From Sol-Angel and the Hadley St. Dreams, named after the street where Solange and Beyoncé recorded songs as kids, to filming her “Cranes in the Sky” video at Houston’s historic Alley Theatre, Solange has always been an idiosyncratic sound in the black music landscape—and one grounded in her hometown. In her music, Solange speaks to the experiences of a black Southern woman raised in Houston.

In her latest album, When I Get Home (March 1), she expands beyond that: she moves past the black sanctuary of Houston to speak to the experience of being a black woman from rural Texas. Solange gives black country folks, especially women, a space to recognize themselves, by acknowledging our deep cultural traditions outside of a city with black affluence and artistic expression. The album, particularly the visual version, is a testament to the complex pride of being a black Texan.

Much like Solange’s previous work, the album combines genres across generations of black culture: funk, R&B, chopped and screwed, trap, and cosmic jazz. Solange pays homage to black music icons—Stevie Wonder, Sun Ra, and Alice Coltrane—as she pushes her sound forward with the help of her contemporaries, like Tyler, the Creator, Metro Boomin, The-Dream, and Raphael Saadiq.

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On her previous album, A Seat at the Table (September 2016), Solange used samples and personal narratives to demand space for black self-worth in the context of racism and inequity. The 21 tracks were ribboned with the modern jazz sound of New Orleans, along with funk, hip-hop, and soul. She interlaced tracks like “F.U.B.U.” and “Mad” with reflections from her parents, Tina Lawson and Matthew Knowles, as well as cultural figures like Master P.

Unlike the resonant conversations of A Seat at the Table, the steady pace of When I Get Home is less about speaking and more about feeling: both the trillness of Houston and the convoluted calmness of the country.

The pace of the music forces the listener to slow down, allowing black Texans to appreciate their heritage, uninterrupted. The melodic and afrofuturistic tones of “Things I Imagined,” “Dreams,” and “Time (is)” remind me of the contentment I’ve often felt while sitting silently outside with my grandma at her house on the edge of Lufkin, where old houses rest on long stretches of empty land, hidden miles behind ranches, where the red dirt and the tall, dark green pines offer us solace from hypervigilance and respectability politics.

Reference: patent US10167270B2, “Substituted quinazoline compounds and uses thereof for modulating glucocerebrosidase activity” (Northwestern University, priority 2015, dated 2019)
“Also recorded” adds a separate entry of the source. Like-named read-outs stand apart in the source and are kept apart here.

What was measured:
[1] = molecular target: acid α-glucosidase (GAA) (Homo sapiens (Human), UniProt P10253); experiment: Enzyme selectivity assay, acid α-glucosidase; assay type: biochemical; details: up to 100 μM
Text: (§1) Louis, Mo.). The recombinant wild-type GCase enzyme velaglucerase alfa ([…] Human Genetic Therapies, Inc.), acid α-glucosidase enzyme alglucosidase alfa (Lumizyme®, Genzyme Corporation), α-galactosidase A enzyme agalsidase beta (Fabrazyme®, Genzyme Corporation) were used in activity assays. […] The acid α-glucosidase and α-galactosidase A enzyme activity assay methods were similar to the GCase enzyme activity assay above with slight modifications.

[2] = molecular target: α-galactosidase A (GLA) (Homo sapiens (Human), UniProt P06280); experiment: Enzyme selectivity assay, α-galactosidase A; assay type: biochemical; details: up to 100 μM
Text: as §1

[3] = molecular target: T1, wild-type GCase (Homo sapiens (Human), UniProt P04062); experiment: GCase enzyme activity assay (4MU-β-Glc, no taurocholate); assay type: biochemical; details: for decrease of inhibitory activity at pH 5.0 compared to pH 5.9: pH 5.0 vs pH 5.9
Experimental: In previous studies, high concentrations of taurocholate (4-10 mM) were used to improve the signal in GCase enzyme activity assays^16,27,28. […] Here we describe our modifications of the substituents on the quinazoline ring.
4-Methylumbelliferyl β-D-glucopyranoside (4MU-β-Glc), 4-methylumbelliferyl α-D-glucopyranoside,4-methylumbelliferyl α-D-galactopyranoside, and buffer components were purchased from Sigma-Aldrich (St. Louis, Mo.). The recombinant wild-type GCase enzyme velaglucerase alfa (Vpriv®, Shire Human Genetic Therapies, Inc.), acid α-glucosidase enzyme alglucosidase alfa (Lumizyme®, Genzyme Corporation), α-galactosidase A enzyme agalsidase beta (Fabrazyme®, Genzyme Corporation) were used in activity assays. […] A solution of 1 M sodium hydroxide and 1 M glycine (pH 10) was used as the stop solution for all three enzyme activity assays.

Alongside those moments of grace, Solange adds funkadelic beats and bass with songs like “Almeda.” The direct and repetitive lyrical references to “black-owned things” and beats reminiscent of those produced by DJ Screw highlight Houston’s rich black history.

The visuals for When I Get Home only serve to strengthen Solange’s homage to the identities of black Texan women. Alongside black car show culture and strippers, Solange highlights Houston’s black business sector, calling particular attention to three black women with 1980s-inspired banana peel ponytails and long acrylic nails. The beauty industry has offered many black women a way out of domesticated work into business ownership; Solange honors this by featuring these women in an office space.

The visuals in songs like “Way to the Show” and “My Skin My Logo” are a celebration of a different vision: Texas country life. In parts of “Way to the Show,” Solange wears a nude brown two-piece while gracing a saddle alone, her long, wavy black hair stretching to the middle of her back. She’s a stallion—also a term used in the South for an attractive black woman—showcasing her beauty without the hindrance of European beauty standards.

Solange also highlights the role of women within Southern black tradition. In the late 1800s, black cowboys and cowgirls made up about a third of Texas’s settlers in Texas; after railroads and barbed wired reduced the need for cowhands, ranch jobs became more scarce, but a vibrant black rodeo and trail riding scene remained. Those very same cattle herding, roping and horse riding skills, along with cowboy hats and boots, have merged with contemporary black life and culture. In “My Skin My Logo,” which features a black trail ride set to a dizzy beat, black cowboys ride confidently down the fractured streets of small neighborhoods. They’re juxtaposed with women riding, with pink-trimmed saddles and boots to match—not seated behind men, but holding their own.

Imagine the space Solange has taken and reclaimed for young black girls, especially those from rural Texas, in the same place where James Byrd Jr.’s family preserves his memory beyond the scope of national media attention; where a Lufkin High School class introducing only black girls to black female literature was discontinued after white parents complained that the class equated to segregation; where my mother, my sister, and I were called “niggers” and told to go back to Africa during a bake sale. In a space where we often have to live alongside stereotypes, where we’re expected to care for others more than we care for ourselves, Solange shows us how black Southern women can take agency and celebrate their physical and spiritual selves.

There is no Texas without the women who contribute to black cowboy culture, but that narrative is often cast aside by outsiders for John Wayne, teased blond hair, and country rock aesthetics. In When I Get Home, Solange reaffirms Southern black country identity, allowing us to honor our culture and its history.